Every New Year's eve people create resolutions about getting healthier.
These resolutions typically incorporate things like "I want to lose lots
of weight" or "from now on I'm only eating healthy foods." Wanting to
improve your quality of life is a brilliant goal. The basic truth of the
matter is there are not many people who don't need to make improvements
to their health. At the same time, it is easy to get very gung ho when it
comes to New Year's resolutions. Sadly, most of the people lost their
resolution enthusiasm before spring sets in because they try to do too
much too soon.
So how do you make the investment to getting healthy without going
overboard? There are a couple of possibilities here. The first says to go
slowly and produce small goals for yourself. The other school of thought
says to think big and long-run and then prepare your route. Both schools
are beneficial approaches to getting healthy and realizing your
resolutions. More significantly, if you think about the larger picture it
is easy to break that picture down into a number of littler pixels that
you can accomplish in order. Here are several good examples.
If you want to drop fifty pounds by 2012, that breaks down to committing
to drop 4.17 pounds per month, or a pound per week. That then breaks down
to somewhat more than a single pound per week. That's manageable. Simply
cutting the soft drinks out of your diet is enough to help you get there.
Obviously just cutting out soda won't be enough to reach the fifty pounds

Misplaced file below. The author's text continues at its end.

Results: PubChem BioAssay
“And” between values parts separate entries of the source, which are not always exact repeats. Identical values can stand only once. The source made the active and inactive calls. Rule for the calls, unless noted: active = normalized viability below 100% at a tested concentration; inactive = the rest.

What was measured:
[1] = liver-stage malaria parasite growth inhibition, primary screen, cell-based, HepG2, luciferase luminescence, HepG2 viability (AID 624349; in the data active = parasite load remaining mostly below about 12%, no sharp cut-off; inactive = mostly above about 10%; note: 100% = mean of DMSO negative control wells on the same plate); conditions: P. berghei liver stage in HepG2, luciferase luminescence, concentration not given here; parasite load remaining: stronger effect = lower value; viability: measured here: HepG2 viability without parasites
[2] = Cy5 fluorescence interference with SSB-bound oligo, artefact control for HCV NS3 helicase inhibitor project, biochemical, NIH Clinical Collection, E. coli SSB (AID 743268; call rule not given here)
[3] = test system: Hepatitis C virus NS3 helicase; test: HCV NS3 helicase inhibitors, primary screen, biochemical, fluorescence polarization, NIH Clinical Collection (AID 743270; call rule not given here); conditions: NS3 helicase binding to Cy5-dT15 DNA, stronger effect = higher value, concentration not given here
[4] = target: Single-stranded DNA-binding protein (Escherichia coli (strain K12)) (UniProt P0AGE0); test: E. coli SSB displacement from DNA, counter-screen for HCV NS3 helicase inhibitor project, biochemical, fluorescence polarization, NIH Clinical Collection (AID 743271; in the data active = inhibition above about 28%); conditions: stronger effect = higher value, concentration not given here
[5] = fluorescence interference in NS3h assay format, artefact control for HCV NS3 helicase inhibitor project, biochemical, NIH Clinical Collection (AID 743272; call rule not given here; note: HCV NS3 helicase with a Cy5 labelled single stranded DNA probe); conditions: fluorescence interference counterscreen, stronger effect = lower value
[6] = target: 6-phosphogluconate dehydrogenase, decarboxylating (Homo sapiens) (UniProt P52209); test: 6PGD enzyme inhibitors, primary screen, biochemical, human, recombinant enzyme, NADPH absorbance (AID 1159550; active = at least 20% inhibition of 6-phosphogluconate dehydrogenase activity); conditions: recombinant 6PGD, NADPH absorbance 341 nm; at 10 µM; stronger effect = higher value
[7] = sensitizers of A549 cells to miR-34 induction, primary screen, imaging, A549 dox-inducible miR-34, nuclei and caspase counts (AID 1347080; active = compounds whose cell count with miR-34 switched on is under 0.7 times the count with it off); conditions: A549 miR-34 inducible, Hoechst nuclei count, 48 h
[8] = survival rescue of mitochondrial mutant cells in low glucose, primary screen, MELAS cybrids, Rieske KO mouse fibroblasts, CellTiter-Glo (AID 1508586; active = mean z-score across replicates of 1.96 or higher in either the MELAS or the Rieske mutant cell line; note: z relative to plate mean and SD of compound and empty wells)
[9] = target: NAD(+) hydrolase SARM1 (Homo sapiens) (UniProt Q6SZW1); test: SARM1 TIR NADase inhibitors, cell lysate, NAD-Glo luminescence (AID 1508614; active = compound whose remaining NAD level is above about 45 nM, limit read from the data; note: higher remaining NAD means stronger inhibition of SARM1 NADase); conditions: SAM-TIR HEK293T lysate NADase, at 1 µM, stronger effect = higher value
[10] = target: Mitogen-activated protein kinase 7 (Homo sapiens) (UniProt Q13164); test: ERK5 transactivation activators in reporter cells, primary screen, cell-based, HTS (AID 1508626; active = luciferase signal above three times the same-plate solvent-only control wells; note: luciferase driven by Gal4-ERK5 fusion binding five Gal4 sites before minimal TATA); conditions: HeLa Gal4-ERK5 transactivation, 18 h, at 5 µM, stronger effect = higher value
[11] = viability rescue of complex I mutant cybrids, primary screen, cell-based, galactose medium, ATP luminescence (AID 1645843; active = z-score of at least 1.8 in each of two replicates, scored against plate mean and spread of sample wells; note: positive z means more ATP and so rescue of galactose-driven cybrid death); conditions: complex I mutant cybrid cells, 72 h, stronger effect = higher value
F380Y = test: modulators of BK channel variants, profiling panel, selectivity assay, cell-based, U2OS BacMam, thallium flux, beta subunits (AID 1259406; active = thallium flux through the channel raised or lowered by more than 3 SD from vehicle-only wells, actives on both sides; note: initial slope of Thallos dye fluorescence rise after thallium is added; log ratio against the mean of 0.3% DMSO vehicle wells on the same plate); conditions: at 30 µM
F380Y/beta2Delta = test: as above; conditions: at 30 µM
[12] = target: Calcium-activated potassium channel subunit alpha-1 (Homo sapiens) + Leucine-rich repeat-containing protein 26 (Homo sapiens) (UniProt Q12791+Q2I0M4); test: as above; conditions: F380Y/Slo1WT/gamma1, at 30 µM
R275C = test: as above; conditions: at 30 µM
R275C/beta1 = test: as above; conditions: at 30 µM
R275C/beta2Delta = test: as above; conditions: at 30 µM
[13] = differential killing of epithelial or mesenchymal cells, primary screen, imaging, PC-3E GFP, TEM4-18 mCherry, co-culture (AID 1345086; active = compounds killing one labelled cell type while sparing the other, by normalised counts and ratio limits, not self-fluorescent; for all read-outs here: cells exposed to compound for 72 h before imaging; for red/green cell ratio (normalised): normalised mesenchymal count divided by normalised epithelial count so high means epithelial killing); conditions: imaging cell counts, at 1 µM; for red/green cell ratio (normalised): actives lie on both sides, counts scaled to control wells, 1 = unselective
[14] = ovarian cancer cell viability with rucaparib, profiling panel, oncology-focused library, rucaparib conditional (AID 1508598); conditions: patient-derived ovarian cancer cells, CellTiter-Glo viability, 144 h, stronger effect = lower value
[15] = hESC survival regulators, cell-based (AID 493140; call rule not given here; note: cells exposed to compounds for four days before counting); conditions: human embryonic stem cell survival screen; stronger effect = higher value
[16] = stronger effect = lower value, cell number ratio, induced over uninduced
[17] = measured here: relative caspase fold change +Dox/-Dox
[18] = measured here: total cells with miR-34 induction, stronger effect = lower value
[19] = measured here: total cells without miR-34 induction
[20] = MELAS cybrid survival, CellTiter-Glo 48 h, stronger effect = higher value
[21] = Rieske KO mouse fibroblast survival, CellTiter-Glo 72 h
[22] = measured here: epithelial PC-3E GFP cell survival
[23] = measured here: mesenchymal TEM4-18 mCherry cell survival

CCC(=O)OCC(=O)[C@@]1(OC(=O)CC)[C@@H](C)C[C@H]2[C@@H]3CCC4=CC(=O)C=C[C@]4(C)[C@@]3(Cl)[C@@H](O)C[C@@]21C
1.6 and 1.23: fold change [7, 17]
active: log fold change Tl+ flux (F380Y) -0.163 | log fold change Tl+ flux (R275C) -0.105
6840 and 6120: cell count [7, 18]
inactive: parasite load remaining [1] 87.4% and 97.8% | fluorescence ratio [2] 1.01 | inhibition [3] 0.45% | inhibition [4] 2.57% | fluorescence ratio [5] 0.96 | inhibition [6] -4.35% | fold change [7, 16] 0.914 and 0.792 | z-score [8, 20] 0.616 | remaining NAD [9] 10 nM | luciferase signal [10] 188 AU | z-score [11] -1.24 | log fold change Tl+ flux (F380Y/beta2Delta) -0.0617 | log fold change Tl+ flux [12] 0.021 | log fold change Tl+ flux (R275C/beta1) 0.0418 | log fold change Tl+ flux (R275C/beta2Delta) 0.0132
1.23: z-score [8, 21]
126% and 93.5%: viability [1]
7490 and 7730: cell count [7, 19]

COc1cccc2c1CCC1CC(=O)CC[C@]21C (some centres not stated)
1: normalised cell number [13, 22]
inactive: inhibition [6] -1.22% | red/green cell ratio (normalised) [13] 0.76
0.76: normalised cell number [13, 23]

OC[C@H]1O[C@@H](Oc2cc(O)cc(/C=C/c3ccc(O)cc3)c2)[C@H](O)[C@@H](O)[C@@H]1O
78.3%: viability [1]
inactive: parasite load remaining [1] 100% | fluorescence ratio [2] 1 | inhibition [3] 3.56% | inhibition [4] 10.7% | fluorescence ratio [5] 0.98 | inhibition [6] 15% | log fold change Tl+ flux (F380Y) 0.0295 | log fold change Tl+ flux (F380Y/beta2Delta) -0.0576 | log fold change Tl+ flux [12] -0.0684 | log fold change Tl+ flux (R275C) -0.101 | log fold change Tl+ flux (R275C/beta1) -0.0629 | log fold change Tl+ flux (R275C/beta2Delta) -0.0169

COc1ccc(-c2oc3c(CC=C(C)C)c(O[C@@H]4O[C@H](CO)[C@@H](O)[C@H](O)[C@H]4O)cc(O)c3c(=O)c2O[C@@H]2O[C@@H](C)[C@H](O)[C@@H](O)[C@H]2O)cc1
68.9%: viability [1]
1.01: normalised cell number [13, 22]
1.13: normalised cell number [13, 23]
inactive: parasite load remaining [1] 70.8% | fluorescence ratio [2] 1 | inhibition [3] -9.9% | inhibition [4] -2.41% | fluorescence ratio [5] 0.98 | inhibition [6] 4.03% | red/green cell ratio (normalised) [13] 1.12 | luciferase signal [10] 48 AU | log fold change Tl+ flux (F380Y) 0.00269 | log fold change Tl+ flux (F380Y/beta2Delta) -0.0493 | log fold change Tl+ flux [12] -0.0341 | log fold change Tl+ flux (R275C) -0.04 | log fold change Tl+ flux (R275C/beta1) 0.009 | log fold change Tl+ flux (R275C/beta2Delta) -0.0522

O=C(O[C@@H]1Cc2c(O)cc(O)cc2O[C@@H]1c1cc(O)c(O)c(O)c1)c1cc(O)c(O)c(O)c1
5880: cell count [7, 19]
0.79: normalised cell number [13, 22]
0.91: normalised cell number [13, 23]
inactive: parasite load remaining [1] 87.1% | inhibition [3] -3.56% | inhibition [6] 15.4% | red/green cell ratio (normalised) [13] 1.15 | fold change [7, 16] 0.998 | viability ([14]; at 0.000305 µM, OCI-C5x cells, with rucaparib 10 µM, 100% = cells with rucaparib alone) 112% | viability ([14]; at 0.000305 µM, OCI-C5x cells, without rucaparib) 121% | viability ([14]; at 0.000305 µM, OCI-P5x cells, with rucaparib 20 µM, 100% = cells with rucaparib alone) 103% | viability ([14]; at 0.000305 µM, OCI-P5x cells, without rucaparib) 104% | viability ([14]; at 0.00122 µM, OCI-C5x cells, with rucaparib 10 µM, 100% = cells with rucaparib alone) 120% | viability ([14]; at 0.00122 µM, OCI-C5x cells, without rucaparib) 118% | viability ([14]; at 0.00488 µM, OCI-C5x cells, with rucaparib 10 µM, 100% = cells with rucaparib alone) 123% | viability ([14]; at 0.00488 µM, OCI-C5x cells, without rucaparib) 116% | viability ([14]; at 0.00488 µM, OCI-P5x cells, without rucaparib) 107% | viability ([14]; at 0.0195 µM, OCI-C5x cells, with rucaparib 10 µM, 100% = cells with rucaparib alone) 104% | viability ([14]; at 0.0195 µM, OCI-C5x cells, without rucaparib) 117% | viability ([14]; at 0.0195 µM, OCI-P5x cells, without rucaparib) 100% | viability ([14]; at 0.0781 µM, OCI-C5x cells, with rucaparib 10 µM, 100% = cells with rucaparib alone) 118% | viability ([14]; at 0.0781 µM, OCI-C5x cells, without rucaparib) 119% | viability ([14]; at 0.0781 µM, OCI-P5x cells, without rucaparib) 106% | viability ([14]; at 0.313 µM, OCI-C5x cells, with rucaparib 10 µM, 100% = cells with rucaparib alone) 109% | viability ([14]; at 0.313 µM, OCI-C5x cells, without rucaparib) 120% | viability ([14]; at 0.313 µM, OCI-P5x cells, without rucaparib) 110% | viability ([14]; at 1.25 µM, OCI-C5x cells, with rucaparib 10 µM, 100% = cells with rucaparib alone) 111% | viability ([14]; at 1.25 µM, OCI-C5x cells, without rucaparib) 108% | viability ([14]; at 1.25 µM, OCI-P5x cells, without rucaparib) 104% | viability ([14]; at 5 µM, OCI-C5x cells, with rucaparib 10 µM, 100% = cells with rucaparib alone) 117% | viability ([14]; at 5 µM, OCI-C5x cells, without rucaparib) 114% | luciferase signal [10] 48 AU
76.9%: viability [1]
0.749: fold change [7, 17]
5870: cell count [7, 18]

lost goal, but it will help you build momentum as you learn approaches to
keep off the pounds you shed each week.
If you are interested in animal rights and would like to grow to be a
vegan, don't go vegan overnight. Your health will suffer, you'll
experience withdrawals and you'll feel so awful that it will be
incredibly difficult for you to stick to your new food commitment. Start
out simply by eliminating one type of meat. And subsequently, after two
or three weeks, cut out another type of meat. After you've ceased feeding
on all of the important kinds of meat, work on cutting out the dairy
products. Once you've overcome your dependence on dairy you can start
looking for small ingredients in bigger foods which might be animal based
(like the gelatin in jello, for example). This will help you learn what
to look for on ingredients labels over a longer period of time (which can
help you commit things to memory) and figure out what new things you can
eat to make up for the foods that you've cut out.
There are lots of ways to get healthy over the year. New Year's
resolutions certainly are a great way to get motivation in the beginning.
Small goals to meet over the course of the year is how you will stay
motivated past the usual resolution drop date.